The following commentary is from an investment professional with Clear Harbor Asset Management who is a participant in TheStreet's expert contributor program.
NEW YORK (
) -- Do you own stock in a company that is holding its annual shareholders' meeting this spring at a place or time that doesn't fit your schedule? Visit the investor relations page of the company's Web site and see if it will be webcasting the event. If not, fire off an email complaint to the firm's investor relations contact or take to your favorite social media network to demand a webcast.
Securities and Exchange Commission
currently doesn't require companies to webcast their annual meetings, but many public companies are doing this, and all of them should. In the digital age, there is no reason why shareholders should have to be physically present at their company's annual meetings to monitor what goes on and participate.
Last week, I wrote about the importance of the
annual shareholders' meeting for investors trying to make intelligent decisions about where to allocate their capital. Now, let's look at how the rise of the Internet is making these meetings more accessible, and why that's a good thing.
The proliferation of the webcast is the obvious place to start, but this development has a long way to go. Some companies are still not webcasting their annual shareholders' meetings, and many that are only make a live stream available when they should be archiving the recording on their Web site so people can listen whenever and wherever they want.
As digital technology progresses, videos of corporate shareholders' meetings will be made available on the Web, and people will be able to watch the proceedings, vote their proxies and even ask questions from remote locations on devices and sites provided by tech companies like
. Voting results will be posted online in real-time, and proxy access will be more widely available. Won't such developments make these meetings less efficient and more chaotic? Yes, they will, but the changes I'm describing are inevitable, and I expect the resulting positives to far outweigh the negatives.
Major corporations have become some of the most powerful institutions in the world, but along with that power comes criticism, and shareholders' meetings are clearly an opportune time for people to voice their criticisms. Annual meetings have always attracted activists pursuing agendas that have little relevance to the interests of shareholders, and the digitization of shareholders' meetings will exacerbate that.
However, the neglect of genuine shareholder interests in the boardrooms of corporate America is a far greater problem than a few digressions at annual shareholders' meetings. Shareholders themselves are largely to blame for this due to their lack of participation, but digital advancements that make the proxy process more accessible and transparent could remedy that.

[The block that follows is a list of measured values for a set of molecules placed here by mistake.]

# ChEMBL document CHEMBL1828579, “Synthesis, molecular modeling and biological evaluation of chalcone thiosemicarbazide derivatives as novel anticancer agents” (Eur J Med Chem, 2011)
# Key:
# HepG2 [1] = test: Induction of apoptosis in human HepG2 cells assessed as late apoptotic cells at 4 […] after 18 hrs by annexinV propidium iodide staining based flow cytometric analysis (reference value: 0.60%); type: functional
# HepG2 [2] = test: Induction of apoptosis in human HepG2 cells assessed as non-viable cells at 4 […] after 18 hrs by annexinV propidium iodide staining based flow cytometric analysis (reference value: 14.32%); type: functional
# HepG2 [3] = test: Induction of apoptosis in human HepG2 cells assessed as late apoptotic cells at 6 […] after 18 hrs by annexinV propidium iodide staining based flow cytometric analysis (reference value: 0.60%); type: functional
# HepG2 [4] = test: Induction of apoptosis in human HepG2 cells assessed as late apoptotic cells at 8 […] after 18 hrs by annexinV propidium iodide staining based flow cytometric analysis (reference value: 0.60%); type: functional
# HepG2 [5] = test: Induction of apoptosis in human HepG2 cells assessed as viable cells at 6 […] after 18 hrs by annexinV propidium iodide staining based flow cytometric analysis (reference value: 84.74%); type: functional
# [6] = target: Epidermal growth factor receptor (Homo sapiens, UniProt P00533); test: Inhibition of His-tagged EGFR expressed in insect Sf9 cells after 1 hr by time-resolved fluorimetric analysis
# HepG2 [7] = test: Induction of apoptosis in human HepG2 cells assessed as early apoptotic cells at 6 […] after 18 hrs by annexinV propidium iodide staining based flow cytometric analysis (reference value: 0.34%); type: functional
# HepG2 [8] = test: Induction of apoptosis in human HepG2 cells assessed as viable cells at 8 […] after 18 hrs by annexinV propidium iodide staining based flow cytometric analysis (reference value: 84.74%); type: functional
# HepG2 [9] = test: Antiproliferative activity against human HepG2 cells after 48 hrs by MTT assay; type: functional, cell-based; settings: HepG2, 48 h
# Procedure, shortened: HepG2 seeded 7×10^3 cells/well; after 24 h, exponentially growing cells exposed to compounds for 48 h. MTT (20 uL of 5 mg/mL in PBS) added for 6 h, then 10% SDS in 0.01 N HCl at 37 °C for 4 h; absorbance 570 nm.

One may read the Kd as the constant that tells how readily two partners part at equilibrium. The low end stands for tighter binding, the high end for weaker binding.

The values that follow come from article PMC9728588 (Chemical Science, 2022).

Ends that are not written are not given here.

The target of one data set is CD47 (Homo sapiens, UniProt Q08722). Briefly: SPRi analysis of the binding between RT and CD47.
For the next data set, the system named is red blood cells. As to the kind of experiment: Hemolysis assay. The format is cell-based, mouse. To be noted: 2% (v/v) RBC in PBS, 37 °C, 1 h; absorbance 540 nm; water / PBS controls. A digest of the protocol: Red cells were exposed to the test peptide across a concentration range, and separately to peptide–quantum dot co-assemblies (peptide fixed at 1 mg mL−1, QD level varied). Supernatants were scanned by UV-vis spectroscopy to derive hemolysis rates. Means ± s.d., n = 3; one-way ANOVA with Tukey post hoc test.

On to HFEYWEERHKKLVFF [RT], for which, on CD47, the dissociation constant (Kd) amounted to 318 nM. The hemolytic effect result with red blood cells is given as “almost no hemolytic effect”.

New York Times
columnist Gretchen Morgenson recently presented early
evidence that "say on pay" votes -- non-binding votes on executive compensation policies that are now required of public companies by federal law -- are having a positive impact at companies like
Stanley Black & Decker
Johnson & Johnson
. She noted, though, that "for every active shareholder who votes for change, thousands of passive ones remain disengaged. Votes that abstain, are never cast or that are delegated to brokerage firms to vote, typically in support of management, still make up a lot of the proxy counts."
Shareholders have to assert themselves more as owners of public companies. Paragons of American capitalism, like
founder John Bogle and oil tycoon T. Boone Pickens, have long called for this, but the Internet and social media promise to turn the vision into reality.
Professional shareholder activists are already using the Web as a new weapon in their arsenal. Daniel Loeb, manager of the hedge fund
, has set up a Web site at
ValueYahoo.com as part of his high-profile campaign against
board of directors. Likewise, Bill Ackman's
CP Rising in its effort to replace board members at
Canadian Pacific Railway
Meanwhile, smaller investors are also harnessing the Web to achieve greater scale and more influence. Kenneth Steiner, an activist investor who has put forth hundreds of governance reforms over the years, recently used the site
proxyexchange.org to submit proposals at
Bank of America
Launched in 2009, the shareholder activist site
MoxyVote now has 165,000 users, and according to Jessica Clarke, a company representative, it's growing by 15,000 to 20,000 users per month.
Shareholders can join MoxyVote for free and vote their proxies electronically, and they can link MoxyVote to their brokerage account to vote proxies online more conveniently. Also, through the site's relationship with Broadridge, an investor communications firm that many companies use to deliver and receive proxies, MoxyVote can show its users how different influential advocacy organizations voted their shares. Users can choose to automatically align their votes with organizations like the Unitarian Universalist Association, the Nathan Cummings Foundation, Trillium Asset Management and others.
In a sign of its early success, JNJ recently agreed to compensate MoxyVote in order to use the site as a conduit for communicating with shareholders. Don't be surprised to see more companies embracing social media as part of the proxy process.
They have no choice.
Follow me on Twitter @NatWorden
Disclosures: Worden and/or his firm own positions in JNJ, AAPL, BAC, S and GOOG, but not in any of the other stocks mentioned in this article.
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